J. E. Robinson (Reported Lynching of)

Newspapers’ reports of rumors of lynchings have sometimes been recorded as actual lynchings on lists compiled by various organizations, as well as in articles and books. The rumored 1889 lynching of a white man named J. E. Robinson, which created somewhat of a sensation in Texas and Arkansas, is one such instance.

Robinson’s name appears on numerous online lynching lists, and in at least one article published in 2001. Terry Anne Scott, however, corrects the record in her 2022 book, Lynching and Leisure. Reports on Robinson’s lynching are also confusing in that it allegedly happened in Arkansas in Texarkana (Miller County), while the alleged crime occurred in Texarkana, Texas. Geography often complicates lynching reports because incidents cross county lines, and the same place names appear in different states. This is especially true of Texarkana, which straddles the Arkansas-Texas line. The date of the supposed lynching is also in dispute. A number of newspapers reported that it occurred on “Monday night,” which would have made it March 10. Lynching lists generally give the date March 8. But an early report in the Arkansas Gazette, datelined Texarkana, says that Robinson was arrested late on the night of March 5 and was taken by a mob as a deputy named Porter was taking him to jail.

The first available report on the incident appears in the Arkansas Gazette on March 7, 1889. The report notes that Robinson was the deputy postmaster at Dalby Springs (Bowie County, Texas) and had been called as a witness against a man named Savage who was charged with robbing the post office there. Robinson stayed at the Tierney house until March 4; the Tierney House hotel was listed in the Texas State Gazetteer as being in Texarkana, Texas, and Thomas Tierney is listed in the 1889 tax list for Bowie County. Robinson had allegedly paid undue attention to Tierney’s young daughter, and she supposedly visited his room. When her parents questioned her, she allegedly said that Robinson had tried to assault her. On the night of March 5, he was arrested on “the East Side” and was brought over on the Texas side. As a deputy was taking him to jail, he was seized by a mob. According to the Gazette, “Some think he has been lynched, while others say that he was treated with a severe beating and turned loose.”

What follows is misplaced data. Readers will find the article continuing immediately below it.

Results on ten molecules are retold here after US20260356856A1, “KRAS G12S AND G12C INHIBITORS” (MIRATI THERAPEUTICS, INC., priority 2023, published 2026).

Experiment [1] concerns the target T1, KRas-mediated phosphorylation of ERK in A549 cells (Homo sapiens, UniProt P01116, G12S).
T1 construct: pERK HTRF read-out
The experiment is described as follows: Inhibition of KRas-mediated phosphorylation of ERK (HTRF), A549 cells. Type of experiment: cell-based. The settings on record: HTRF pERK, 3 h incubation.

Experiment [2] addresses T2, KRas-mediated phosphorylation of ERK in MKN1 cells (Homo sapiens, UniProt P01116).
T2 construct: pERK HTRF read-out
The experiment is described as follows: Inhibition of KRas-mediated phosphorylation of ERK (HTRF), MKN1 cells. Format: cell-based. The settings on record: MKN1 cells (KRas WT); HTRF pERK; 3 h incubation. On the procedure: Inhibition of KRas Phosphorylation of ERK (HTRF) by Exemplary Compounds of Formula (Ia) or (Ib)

That same day, in a report datelined Texarkana, Arkansas, the Galveston Daily News reported that several of Robinson’s friends had arrived in town looking for him, as he had not yet returned home as expected. They were angry about the treatment Robinson had received and said that Robinson had lived at Dalby Springs “without anything against his character for many years.” According to the Daily News, they feared that he had been killed by a mob on Monday night. On March 8, the Gazette reported that while Robinson had been taken by a mob, he was “not said to have been seriously injured, but only well whipped and made to leave the City.” On March 13, in a story datelined Texarkana, March 11, the Waco Evening News reported that Robinson was still missing but added the detail that Robinson was planning to be married soon and was carrying a large amount of cash with which he planned to prepare for the wedding. The News report indicated that an African American man reported that, on Monday night (March 10), he saw a mob “hurrying a man forward, beating, cursing, and yelling ‘hang him.’” Tierney’s daughter was reported to be “as well, bright and happy as ever.” To further muddy the waters, Tennessee’s Pulaski Citizen reported on March 14 that Robinson had been “hung to a tree and his body riddled with bullets.”

On March 20, 1889, in a story datelined March 11, the Butler Weekly Times reported that a grand jury had been empaneled, which Robinson’s friends hoped would determine the facts. The article repeated the story about Robinson’s coming wedding and noted that he was carrying around $300. Speculation was that Robinson was “the victim of a foul conspiracy on the part of persons who desire his money.”